I don't know if you've seen the video below, and I don't normally write posts that just share a video, but because I spend a lot of time in meetings, and because I've spent twenty years developing specific expertise around product development, this video cracked me up.
If you watch to the end, you'll notice the end result of all that effort to develop expertise – a final, exhausted willingness to say yes to just about anything that will get you out of a meeting.
I know that feeling well – no matter how much I like saying no.
Three things we can take away from this fun video
Pick your battles wisely. While it may stroke your ego to be considered the expert at the table, or in the meeting, the point of expertise is to help, and stepping into one conflict after another erodes your ability to provide your expertise when it counts. So choose which fights it's worth having. Discernment is critical!
Patience is the name of the game. Even if you don't know what they're talking about in the video, it's clear that some of the requests are just crazy. And of course the video goes to an extreme. But you'll often find yourself in meetings where you hear requests that don't make sense.
I was once asked in a meeting much like this, if we could make a binary field in the database capture three different options. Now, the word binary means 2. So the field holds true or false, yes or no, 0 or 1. As you can imagine, the answer was no. But that didn't stop my boss from asking for it.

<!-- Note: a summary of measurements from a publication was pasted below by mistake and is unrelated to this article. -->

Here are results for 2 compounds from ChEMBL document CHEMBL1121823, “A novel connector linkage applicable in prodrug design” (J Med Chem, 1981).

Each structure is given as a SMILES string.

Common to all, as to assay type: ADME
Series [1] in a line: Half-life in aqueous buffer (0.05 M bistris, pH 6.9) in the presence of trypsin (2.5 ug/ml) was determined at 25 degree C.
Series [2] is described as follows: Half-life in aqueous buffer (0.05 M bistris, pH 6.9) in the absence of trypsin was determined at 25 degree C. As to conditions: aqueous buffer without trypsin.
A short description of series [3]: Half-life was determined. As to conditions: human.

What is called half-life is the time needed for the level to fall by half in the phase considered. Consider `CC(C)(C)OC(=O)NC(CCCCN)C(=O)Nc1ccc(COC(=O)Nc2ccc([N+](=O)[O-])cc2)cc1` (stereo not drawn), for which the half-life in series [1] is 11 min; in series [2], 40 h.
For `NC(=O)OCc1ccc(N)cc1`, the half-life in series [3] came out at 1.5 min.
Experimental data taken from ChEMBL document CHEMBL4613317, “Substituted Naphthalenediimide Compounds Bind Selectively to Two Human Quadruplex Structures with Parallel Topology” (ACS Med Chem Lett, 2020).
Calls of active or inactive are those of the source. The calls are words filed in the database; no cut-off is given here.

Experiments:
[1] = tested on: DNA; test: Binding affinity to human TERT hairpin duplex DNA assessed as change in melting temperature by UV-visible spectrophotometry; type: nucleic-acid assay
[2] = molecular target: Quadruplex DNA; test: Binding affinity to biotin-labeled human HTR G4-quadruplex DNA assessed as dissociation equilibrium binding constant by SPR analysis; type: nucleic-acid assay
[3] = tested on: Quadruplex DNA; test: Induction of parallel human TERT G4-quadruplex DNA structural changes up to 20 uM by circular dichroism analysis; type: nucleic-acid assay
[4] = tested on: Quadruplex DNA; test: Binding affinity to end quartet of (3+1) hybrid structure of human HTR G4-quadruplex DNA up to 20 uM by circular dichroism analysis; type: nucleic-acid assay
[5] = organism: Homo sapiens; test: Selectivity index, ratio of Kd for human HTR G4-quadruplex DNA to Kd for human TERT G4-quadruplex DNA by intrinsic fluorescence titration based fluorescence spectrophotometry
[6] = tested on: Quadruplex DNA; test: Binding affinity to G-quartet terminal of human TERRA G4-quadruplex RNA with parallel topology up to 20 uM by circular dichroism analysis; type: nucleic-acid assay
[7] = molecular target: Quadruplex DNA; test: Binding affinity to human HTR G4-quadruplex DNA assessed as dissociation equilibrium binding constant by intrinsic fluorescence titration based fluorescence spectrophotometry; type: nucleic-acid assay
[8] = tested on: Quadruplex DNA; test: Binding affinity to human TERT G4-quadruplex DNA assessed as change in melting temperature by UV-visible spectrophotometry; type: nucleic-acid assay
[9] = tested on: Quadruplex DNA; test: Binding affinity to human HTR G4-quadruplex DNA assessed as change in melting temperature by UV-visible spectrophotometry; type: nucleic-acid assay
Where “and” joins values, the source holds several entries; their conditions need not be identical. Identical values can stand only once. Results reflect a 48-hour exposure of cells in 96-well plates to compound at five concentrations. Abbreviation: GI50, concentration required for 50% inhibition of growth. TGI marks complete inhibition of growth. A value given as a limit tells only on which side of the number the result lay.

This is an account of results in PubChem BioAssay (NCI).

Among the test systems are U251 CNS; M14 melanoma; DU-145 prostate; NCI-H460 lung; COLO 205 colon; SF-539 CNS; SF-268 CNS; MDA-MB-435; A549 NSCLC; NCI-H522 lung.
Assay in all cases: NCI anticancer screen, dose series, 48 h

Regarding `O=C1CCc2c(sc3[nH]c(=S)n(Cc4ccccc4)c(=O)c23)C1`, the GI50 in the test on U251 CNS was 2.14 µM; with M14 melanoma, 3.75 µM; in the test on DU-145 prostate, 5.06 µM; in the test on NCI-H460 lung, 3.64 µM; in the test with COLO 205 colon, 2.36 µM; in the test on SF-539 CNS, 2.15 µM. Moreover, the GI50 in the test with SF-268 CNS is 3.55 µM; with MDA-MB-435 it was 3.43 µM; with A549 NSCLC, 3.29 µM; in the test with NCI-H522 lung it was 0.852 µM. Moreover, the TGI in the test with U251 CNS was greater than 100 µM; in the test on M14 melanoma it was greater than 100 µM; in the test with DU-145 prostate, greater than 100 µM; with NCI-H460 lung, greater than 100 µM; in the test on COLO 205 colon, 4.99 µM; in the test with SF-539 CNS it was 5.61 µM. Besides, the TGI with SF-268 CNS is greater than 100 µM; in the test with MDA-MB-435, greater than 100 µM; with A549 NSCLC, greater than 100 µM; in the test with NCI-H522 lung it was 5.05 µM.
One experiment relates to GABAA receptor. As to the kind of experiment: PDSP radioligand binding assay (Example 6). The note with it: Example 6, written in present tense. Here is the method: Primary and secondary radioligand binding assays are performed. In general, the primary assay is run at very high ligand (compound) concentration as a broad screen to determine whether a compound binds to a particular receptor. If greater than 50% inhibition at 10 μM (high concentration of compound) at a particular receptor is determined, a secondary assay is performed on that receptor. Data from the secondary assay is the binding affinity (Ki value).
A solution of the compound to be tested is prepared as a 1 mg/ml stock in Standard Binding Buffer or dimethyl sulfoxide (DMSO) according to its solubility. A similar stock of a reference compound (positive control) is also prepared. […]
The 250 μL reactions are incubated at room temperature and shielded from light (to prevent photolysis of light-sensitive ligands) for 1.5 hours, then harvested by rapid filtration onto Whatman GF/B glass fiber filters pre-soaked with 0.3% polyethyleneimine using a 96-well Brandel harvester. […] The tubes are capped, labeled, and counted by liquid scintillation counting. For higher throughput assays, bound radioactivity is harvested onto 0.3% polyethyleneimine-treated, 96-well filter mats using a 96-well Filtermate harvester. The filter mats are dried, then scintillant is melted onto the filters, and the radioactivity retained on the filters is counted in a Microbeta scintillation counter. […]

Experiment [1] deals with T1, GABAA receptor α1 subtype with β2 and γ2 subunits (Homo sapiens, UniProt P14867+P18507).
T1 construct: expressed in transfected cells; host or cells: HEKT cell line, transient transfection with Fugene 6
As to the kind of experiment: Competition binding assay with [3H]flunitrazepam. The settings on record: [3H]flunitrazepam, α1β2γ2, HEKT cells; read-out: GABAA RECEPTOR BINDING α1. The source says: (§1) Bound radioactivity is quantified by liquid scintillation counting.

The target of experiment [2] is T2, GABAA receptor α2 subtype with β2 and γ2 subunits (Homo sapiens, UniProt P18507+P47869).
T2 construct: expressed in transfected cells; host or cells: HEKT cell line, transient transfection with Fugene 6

And the correct answer, in case you wanted to know, is “yes” – as long as it's no longer a binary field. 🙂
The client isn't always right. But they're still the client. It's easy to watch the video and laugh or pull your hair out (if it reminds you of your own meetings). But it's a mistake to simply call the client stupid. While they may not know what they're talking about, while they may be incorrect in their request, there's still something you have to admit.
Without clients, you don't make a living.
So treat every customer, regardless of how crazy their requests are, with respect. Because they're still the client.
Is it worth it – to develop that expertise?
When all is said and done, and when you think about how much work it takes to develop your expertise, it does beg a question, doesn't it. I mean, if the result of all that work is that you're invited to more meetings like this, you have to ask yourself this question, right?
Is it worth it? What say you?